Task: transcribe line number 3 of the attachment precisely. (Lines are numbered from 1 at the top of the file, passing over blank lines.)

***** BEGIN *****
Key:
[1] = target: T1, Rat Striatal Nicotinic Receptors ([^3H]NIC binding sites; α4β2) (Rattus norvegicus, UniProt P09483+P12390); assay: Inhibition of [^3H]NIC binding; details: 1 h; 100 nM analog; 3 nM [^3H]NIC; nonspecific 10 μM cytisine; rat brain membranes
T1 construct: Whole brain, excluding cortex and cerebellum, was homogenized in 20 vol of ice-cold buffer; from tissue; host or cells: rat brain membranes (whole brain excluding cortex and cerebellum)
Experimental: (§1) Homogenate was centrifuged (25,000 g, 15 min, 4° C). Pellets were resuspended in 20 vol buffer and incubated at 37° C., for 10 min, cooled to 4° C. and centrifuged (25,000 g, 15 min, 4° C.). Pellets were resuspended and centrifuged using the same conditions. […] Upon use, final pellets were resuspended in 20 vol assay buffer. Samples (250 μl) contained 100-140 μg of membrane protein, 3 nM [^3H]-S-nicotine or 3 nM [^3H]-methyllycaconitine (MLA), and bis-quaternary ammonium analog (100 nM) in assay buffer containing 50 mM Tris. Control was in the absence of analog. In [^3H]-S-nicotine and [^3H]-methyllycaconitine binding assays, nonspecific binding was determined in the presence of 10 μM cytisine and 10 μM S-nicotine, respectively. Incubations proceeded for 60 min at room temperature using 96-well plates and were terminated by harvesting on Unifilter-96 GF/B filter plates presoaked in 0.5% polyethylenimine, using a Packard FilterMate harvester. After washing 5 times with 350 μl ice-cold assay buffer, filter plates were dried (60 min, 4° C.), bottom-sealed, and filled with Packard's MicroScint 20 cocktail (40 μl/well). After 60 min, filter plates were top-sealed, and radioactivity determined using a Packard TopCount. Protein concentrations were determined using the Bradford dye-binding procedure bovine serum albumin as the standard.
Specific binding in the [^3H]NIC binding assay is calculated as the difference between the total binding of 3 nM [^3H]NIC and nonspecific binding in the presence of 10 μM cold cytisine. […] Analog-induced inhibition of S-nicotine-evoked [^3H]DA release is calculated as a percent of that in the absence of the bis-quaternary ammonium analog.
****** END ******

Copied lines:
T1 construct: Whole brain, excluding cortex and cerebellum, was homogenized in 20 vol of ice-cold buffer; from tissue; host or cells: rat brain membranes (whole brain excluding cortex and cerebellum)